Quantum Computers and their application to Chemistry Simulation

Quantum computers have the potential to gain a quantum advantage, allowing them to solve problems that classical computers have never been able to solve. A quantum computer’s computing capacity grows exponentially as the number of qubits it contains increases. With this, research on quantum applications has always been recognized. Now, scientists have executed the largest chemistry simulations involving quantum computers through the use of Google’s Sycamore quantum processor. They used a novel way to combat the noise that is common in quantum circuits.

 “we can sometimes get away with more noise, we’ve already blown past the largest VQE that folks have ever managed to perform, and we think that we can go significantly larger, even on the noisy quantum computers we have today.

William Huggins, a quantum physicist at Google Quantum AI in Mountain View, Calif.

Quantum computers may have a near-term application in chemistry, such as simulating molecular processes to provide insight into next-generation batteries or new pharmaceuticals. As molecules become larger, performing these kinds of simulations becomes progressively more complex, which can be an overwhelming barrier for traditional computing but one that quantum computers may be able to handle.

On Google’s 53-qubit quantum computer, scientists used up to 16 qubits to determine the ground state of molecules, the state in which they have the least amount of energy. The number of electrons in a molecule and the trajectories these electrons take as they orbit a nucleus determine the molecule’s ground state. The work was reported in Nature, but the work was nicely summarised in an article by the IEEE.

H4, molecular nitrogen, and solid diamond were all simulated by the researchers. There were as many as 120 orbitals involved, which are the patterns of electron density created by one or more electrons in atoms or molecules. These are the largest quantum computer-assisted chemistry simulations ever undertaken.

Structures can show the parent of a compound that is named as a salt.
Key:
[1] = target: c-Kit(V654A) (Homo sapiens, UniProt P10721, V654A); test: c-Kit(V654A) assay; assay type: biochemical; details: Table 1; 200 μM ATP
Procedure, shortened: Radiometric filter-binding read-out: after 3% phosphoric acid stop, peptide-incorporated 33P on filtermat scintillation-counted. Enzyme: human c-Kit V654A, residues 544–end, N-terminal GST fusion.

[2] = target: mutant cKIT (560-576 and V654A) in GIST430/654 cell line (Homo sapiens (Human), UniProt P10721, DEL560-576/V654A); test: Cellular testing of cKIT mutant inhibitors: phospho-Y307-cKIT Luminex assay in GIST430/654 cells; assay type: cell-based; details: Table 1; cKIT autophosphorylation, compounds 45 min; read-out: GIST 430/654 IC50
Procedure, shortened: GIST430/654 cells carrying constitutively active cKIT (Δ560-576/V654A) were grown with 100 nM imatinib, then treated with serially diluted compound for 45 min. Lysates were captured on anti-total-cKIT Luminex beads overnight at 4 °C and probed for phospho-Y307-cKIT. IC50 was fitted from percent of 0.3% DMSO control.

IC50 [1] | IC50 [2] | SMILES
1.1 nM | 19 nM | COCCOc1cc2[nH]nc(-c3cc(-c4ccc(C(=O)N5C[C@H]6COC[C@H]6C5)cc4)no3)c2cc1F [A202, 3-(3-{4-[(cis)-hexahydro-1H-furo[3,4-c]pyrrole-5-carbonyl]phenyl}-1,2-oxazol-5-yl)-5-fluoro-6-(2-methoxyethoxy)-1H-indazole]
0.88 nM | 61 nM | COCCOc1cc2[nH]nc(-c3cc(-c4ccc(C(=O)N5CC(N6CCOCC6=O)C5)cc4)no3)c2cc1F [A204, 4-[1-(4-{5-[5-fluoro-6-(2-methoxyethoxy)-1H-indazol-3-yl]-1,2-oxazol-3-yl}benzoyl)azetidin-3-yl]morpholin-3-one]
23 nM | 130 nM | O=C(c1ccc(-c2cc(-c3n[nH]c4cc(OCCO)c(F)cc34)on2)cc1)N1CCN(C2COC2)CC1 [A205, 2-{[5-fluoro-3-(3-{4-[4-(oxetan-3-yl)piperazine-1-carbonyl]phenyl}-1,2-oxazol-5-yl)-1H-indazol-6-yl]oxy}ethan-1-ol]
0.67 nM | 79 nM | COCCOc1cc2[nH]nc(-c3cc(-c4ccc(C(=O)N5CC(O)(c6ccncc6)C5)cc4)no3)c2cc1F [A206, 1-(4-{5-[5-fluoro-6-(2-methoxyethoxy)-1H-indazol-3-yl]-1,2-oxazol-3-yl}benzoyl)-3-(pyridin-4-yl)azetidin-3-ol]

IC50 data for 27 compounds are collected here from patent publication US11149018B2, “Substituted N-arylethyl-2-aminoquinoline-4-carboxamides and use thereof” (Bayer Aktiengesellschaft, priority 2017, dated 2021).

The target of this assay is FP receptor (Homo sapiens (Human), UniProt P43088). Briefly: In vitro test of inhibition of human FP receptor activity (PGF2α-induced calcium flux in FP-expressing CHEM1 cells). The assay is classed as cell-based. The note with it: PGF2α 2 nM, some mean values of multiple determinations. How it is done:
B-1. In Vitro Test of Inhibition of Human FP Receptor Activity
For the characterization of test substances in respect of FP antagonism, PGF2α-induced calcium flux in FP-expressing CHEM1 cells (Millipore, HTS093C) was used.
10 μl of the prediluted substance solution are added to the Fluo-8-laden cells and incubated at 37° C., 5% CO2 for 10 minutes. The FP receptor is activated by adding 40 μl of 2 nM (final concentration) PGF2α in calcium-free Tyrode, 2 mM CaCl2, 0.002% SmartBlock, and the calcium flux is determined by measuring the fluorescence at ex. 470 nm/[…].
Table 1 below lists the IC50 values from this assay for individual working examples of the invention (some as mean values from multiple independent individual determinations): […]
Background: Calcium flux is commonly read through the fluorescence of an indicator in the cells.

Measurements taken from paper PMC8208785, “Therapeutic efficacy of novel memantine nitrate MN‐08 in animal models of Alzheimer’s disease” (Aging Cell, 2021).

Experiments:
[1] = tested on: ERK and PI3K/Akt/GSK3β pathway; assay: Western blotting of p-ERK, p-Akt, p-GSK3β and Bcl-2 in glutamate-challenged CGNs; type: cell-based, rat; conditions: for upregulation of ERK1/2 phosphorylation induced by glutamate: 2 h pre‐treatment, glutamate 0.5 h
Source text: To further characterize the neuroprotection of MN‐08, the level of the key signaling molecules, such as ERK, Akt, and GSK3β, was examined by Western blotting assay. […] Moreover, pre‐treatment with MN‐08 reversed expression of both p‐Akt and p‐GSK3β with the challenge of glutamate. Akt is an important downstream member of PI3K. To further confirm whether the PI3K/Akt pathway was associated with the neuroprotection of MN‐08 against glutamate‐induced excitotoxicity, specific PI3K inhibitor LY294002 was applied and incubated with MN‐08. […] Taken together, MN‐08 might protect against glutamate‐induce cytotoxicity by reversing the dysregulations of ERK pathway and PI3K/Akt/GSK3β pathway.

In fact, we provided evidence in the paper that, even for our largest experiments, the noise on the chip wasn’t the limiting factor, rather, we weren’t ambitious enough with the design of the circuits that approximated the ground state. This tells us that we have a good shot of scaling up our current approach further even without developing new theoretical tools, and that’s a real beacon of hope given how hard it can be to perform accurate calculations of quantum chemistry on a noisy device.

Joonho Lee, a quantum physicist at Columbia University, in New York City. 

The majority of this fermionic quantum Monte Carlo simulation is handled by a classical computer. The quantum computer enters the picture during the final, most computationally demanding step: calculating the discrepancies between the quantum computer’s and the classical computer’s estimates of the ground state.

We’ll make enough progress that attacking problems that pose a challenge for classical algorithms becomes practical,

Still, at the end of the day, we expect it to be extremely challenging to get a practical advantage for quantum chemistry using the noisy quantum computers that we have today, or even tomorrow.

William Huggins, a quantum physicist at Google Quantum AI in Mountain View, Calif.

The previous record for quantum computing chemical simulations used 12 qubits and a hybrid technique known as a variational quantum eigensolver (VQE), which has a variety of drawbacks and takes longer to execute and simulate measurements with a very precise answer when compared to this new hybrid technique. It also requires very little noise in quantum circuits in order to get very precise estimates of ground states, while the new hybrid technology does not.

The newly developed technique produced results that were nearly as accurate as of the best current classical method.

As we make progress on developing and understanding new algorithms, we’re also expecting that new advancements in the hardware, and the software that controls it, will keep making our job easier.

Joonho Lee, a quantum physicist at Columbia University, in New York City. 

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